Diversity & Inclusion initiatives are more than only counting demographic or gender headcounts and reporting these metrics in bite-size “diversity” scorecards or dashboards.
These types of metrics are quota-based metrics and will tell you how many women hold a leadership role or how many people from black, Asian, and other minority backgrounds are part of the talent pool of a given company. They will not tell you how your Diversity and Inclusion initiatives impact the bottom-line of your company.
Support your company’s bottom-line with the right Diversity and Inclusion metrics
Most companies have shaped their business objectives towards the same notion. When you want to be a global player, it is key to have the ability to continuous foster creativity and to innovate products and services. For this reason, I argue that Diversity and Inclusion initiatives should impact the innovation process.
The intersection of innovation and diversity is not something new. Innovation requires companies to see things differently. And the more options are offered, the more likely that an innovative perspective will be available for selection which gives the company the edge in the global market.
And this is what we already see with some companies. They start linking their Diversity & Inclusion initiatives to the company’s innovation strategy.
- EY, one of the largest professional services companies, leverages Diversity and Inclusion to build highest performing teams in which “the power of different opinions and perspectives are maximized”
- ING Bank, one of the largest financial companies, uses differences to enable them to solve and respond to challenges in different ways. Their Diversity and Inclusion strategy statement argues that “diversity is good for business because different perspectives drive innovation, accelerate growth, and lead to more robust decisions and outcomes”
When you look at these Diversity & Inclusion strategy statements, it is clear we need metrics that measure how a workforce interacts. If we need these different or diverse perspectives, where are people getting their information from? Let me give you an example by introducing you to Maria.
Maria – who just graduated from university – joined the Business Development Unit of a global manufacturing company 12 months ago. In the first two months, she joined various onboarding initiatives, which helped her to understand her role to grow the company.
After 12 months, Maria created a network with people from her Unit and with the people outside her Unit who she met during her onboarding.
Has the company been successful in including Maria in the company’s workforce? Is Maria getting the full benefits from the diverse perspectives? My answer is no! In this case – which I have seen within many companies – the interactions in a diverse workforce are left to the individual and by coincidences.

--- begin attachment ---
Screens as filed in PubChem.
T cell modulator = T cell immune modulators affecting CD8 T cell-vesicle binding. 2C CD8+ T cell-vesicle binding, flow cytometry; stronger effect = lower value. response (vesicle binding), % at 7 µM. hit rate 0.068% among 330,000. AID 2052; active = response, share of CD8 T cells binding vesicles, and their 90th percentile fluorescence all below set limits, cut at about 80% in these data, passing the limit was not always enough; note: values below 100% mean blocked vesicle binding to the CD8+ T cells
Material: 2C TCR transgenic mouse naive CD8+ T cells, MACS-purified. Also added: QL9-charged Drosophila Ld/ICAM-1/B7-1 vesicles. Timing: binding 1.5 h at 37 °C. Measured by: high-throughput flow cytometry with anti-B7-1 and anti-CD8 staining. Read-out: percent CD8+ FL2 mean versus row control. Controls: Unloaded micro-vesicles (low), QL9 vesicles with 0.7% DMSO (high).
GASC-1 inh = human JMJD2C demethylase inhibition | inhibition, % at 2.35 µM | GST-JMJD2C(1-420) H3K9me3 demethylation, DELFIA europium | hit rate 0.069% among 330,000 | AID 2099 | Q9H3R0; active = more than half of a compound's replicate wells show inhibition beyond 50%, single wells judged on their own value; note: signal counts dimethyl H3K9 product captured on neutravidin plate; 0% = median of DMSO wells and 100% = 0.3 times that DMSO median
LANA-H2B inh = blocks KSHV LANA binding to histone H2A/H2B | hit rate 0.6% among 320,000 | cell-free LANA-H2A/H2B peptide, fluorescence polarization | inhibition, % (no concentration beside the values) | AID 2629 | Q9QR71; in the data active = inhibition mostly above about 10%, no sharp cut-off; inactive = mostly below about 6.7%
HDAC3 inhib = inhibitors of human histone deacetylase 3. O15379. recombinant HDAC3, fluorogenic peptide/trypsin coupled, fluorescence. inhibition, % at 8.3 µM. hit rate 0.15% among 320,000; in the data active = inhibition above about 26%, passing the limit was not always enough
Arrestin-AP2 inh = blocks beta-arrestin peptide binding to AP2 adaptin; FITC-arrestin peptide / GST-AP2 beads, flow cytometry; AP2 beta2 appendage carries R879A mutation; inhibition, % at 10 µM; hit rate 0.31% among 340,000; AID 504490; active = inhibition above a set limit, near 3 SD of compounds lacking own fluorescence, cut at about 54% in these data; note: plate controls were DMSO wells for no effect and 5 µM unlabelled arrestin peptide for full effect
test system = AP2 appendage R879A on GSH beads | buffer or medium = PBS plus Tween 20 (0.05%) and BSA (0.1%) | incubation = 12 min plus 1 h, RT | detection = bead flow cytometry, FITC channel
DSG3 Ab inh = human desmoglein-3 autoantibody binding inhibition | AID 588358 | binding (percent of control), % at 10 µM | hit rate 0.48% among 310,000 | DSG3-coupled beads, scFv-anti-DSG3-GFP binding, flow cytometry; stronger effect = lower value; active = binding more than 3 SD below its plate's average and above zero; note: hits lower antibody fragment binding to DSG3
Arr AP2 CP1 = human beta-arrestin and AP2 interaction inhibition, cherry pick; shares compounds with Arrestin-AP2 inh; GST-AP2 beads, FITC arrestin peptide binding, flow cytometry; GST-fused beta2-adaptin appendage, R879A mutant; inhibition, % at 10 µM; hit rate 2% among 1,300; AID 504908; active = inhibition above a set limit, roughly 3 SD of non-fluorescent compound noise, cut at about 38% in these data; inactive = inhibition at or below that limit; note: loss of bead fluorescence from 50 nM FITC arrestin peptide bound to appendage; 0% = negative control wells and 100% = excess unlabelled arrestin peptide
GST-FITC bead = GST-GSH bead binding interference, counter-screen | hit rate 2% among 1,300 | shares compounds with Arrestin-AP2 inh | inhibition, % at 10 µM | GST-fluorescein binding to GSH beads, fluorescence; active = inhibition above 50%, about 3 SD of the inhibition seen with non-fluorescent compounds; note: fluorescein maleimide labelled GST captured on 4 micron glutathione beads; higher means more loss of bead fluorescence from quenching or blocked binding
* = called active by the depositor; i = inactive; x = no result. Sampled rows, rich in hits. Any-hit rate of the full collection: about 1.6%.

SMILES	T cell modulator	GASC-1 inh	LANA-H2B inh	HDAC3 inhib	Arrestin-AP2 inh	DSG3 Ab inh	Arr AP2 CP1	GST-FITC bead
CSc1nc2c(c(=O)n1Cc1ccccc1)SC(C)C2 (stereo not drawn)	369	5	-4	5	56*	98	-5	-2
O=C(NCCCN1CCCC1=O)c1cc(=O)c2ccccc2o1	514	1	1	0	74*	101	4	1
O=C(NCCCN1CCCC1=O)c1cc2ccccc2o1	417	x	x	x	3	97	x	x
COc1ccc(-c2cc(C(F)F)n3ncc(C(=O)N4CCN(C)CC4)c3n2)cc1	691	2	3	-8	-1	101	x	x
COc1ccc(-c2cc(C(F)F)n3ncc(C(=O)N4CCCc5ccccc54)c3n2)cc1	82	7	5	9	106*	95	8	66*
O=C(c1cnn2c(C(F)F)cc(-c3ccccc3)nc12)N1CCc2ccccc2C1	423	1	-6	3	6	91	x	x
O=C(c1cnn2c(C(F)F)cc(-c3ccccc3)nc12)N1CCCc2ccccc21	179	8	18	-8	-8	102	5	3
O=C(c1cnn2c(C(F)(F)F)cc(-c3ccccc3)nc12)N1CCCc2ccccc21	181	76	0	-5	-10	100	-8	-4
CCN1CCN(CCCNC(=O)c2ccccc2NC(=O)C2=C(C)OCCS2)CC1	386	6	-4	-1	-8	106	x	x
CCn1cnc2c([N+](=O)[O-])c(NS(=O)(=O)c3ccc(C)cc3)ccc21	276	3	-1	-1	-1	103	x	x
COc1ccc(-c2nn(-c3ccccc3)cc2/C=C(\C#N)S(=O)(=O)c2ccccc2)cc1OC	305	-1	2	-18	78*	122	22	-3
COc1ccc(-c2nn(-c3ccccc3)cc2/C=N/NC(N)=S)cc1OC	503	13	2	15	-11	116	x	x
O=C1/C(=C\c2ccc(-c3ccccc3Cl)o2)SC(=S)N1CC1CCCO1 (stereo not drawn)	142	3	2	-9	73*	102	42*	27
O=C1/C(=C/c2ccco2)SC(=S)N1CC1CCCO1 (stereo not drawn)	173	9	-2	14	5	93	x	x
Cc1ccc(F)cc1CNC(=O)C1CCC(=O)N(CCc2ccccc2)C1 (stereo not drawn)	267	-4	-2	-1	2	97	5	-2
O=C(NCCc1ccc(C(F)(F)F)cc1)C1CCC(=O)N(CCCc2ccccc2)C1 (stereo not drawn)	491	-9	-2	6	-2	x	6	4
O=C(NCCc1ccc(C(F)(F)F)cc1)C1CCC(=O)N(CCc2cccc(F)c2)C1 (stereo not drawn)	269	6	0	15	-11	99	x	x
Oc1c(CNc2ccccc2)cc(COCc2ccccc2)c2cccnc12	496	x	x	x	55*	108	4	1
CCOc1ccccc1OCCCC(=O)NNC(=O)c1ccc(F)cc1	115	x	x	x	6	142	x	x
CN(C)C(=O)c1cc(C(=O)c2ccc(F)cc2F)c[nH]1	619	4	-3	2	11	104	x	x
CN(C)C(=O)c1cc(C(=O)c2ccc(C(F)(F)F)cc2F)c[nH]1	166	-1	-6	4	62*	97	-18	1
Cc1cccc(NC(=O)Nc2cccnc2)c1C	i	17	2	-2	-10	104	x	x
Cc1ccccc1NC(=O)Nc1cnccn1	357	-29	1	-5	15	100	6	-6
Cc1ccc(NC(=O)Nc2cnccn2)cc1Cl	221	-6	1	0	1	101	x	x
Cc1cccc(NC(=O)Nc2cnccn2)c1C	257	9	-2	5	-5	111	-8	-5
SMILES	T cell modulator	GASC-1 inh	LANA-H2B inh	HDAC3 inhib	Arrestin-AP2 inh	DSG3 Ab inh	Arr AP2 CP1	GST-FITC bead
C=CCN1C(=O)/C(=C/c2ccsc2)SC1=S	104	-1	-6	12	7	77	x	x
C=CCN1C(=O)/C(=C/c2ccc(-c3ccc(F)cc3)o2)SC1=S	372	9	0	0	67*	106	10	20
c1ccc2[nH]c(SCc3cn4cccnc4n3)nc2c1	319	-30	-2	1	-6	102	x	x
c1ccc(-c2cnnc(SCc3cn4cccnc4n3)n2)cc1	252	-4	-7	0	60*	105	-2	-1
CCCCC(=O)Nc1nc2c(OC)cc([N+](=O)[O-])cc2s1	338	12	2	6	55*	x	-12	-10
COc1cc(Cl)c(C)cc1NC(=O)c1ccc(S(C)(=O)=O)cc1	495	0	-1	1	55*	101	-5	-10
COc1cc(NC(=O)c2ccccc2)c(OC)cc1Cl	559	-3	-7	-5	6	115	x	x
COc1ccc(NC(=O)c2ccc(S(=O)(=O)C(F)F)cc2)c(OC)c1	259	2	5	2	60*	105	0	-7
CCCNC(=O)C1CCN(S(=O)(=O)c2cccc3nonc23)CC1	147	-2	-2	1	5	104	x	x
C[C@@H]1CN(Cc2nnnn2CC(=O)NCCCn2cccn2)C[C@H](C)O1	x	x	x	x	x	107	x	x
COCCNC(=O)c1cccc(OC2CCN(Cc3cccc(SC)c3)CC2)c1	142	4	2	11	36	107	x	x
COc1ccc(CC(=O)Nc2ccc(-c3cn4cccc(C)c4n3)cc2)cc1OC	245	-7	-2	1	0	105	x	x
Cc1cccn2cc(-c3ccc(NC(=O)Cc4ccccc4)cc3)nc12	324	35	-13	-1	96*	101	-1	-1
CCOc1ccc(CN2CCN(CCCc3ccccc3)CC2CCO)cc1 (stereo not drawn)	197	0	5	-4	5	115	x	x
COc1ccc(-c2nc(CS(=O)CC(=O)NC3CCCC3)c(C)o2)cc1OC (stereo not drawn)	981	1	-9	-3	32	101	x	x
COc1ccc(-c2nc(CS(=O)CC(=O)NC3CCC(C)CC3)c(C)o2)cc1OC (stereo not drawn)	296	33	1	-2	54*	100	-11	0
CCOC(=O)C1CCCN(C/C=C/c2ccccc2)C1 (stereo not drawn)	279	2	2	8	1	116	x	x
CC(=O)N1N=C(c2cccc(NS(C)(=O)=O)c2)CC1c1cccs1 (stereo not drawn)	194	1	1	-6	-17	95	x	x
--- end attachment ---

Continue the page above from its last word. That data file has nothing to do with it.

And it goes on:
As a result, the company exposes itself to conscious or unconscious biases. The Diversity and Inclusion initiatives should be around a disciplined way to include people in a diverse workforce rather than to manage it as a check-box exercise on quota.
The right metrics to understand how your workforce interact
The key metrics for Diversity and Inclusion initiatives are distance and interaction. These metrics are based on Organizational Network Analysis – a method that helps organizations to understand the interactions within the workforce.
The cohesion and agility of an organization are measured via distance. Distance measures how far individuals are from each other in an organizational network. Obviously, a unified organization will have a low average distance – meaning that it can quickly connect to and get the perspectives of the diverse workforce.
Key questions: how coherent is your diverse workforce in its collaboration? Because coherence drives performance. Who are the right people who should be connected to improve cohesion in a diverse workforce?
The interactions between people should be managed carefully, because there are numerous unconscious biases that keep people from interacting with each other. If you are not disciplined about this process, chances are that people are interacting with other people who are just like them.
Key questions: how does interaction flow between areas of diversity such as gender, education, position, location et cetera? What are the invisible diversity barriers which need to be broken down?
Altogether, these metrics bring evidence into the areas where you should be focusing on. This is key input for your Diversity & Inclusion initiatives. As Jeppe Hansgaard puts this: “people are less likely to act on their conscious or unconscious biases, when the facts are made transparent, and they know that they might have to explain their behaviors!” Through this, you can achieve a more inclusive behavior in a diverse workforce!